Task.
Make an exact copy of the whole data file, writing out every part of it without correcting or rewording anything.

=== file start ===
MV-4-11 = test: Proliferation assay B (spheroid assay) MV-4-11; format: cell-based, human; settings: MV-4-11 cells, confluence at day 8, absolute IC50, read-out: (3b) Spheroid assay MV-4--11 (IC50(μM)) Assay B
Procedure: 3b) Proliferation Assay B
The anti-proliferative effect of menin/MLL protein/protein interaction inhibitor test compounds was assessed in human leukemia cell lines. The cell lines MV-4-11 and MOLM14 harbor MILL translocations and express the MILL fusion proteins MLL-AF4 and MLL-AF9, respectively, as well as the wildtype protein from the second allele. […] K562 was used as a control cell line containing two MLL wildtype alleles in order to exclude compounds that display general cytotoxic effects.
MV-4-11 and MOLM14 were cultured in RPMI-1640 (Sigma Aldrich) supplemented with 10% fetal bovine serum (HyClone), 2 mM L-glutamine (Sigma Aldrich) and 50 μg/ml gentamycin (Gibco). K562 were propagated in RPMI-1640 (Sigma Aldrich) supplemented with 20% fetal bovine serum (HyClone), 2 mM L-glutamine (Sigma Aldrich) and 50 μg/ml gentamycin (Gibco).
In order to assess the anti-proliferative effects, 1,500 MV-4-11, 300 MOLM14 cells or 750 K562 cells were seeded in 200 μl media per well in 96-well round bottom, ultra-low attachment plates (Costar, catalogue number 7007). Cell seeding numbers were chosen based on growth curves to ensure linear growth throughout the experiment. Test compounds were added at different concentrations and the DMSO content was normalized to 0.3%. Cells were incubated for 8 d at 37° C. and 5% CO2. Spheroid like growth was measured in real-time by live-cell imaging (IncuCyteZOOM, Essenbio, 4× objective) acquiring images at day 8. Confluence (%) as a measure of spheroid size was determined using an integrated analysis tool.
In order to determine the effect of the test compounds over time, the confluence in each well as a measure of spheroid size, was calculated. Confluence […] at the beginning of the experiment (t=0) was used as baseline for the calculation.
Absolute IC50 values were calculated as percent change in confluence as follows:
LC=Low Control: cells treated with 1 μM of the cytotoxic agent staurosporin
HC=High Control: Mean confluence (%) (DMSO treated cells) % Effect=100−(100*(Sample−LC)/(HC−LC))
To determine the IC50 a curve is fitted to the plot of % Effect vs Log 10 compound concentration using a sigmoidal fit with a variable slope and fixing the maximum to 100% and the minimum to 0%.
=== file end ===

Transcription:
MV-4-11 = test: Proliferation assay B (spheroid assay) MV-4-11; format: cell-based, human; settings: MV-4-11 cells, confluence at day 8, absolute IC50, read-out: (3b) Spheroid assay MV-4--11 (IC50(μM)) Assay B
Procedure: 3b) Proliferation Assay B
The anti-proliferative effect of menin/MLL protein/protein interaction inhibitor test compounds was assessed in human leukemia cell lines. The cell lines MV-4-11 and MOLM14 harbor MILL translocations and express the MILL fusion proteins MLL-AF4 and MLL-AF9, respectively, as well as the wildtype protein from the second allele. […] K562 was used as a control cell line containing two MLL wildtype alleles in order to exclude compounds that display general cytotoxic effects.
MV-4-11 and MOLM14 were cultured in RPMI-1640 (Sigma Aldrich) supplemented with 10% fetal bovine serum (HyClone), 2 mM L-glutamine (Sigma Aldrich) and 50 μg/ml gentamycin (Gibco). K562 were propagated in RPMI-1640 (Sigma Aldrich) supplemented with 20% fetal bovine serum (HyClone), 2 mM L-glutamine (Sigma Aldrich) and 50 μg/ml gentamycin (Gibco).
In order to assess the anti-proliferative effects, 1,500 MV-4-11, 300 MOLM14 cells or 750 K562 cells were seeded in 200 μl media per well in 96-well round bottom, ultra-low attachment plates (Costar, catalogue number 7007). Cell seeding numbers were chosen based on growth curves to ensure linear growth throughout the experiment. Test compounds were added at different concentrations and the DMSO content was normalized to 0.3%. Cells were incubated for 8 d at 37° C. and 5% CO2. Spheroid like growth was measured in real-time by live-cell imaging (IncuCyteZOOM, Essenbio, 4× objective) acquiring images at day 8. Confluence (%) as a measure of spheroid size was determined using an integrated analysis tool.
In order to determine the effect of the test compounds over time, the confluence in each well as a measure of spheroid size, was calculated. Confluence […] at the beginning of the experiment (t=0) was used as baseline for the calculation.
Absolute IC50 values were calculated as percent change in confluence as follows:
LC=Low Control: cells treated with 1 μM of the cytotoxic agent staurosporin
HC=High Control: Mean confluence (%) (DMSO treated cells) % Effect=100−(100*(Sample−LC)/(HC−LC))
To determine the IC50 a curve is fitted to the plot of % Effect vs Log 10 compound concentration using a sigmoidal fit with a variable slope and fixing the maximum to 100% and the minimum to 0%.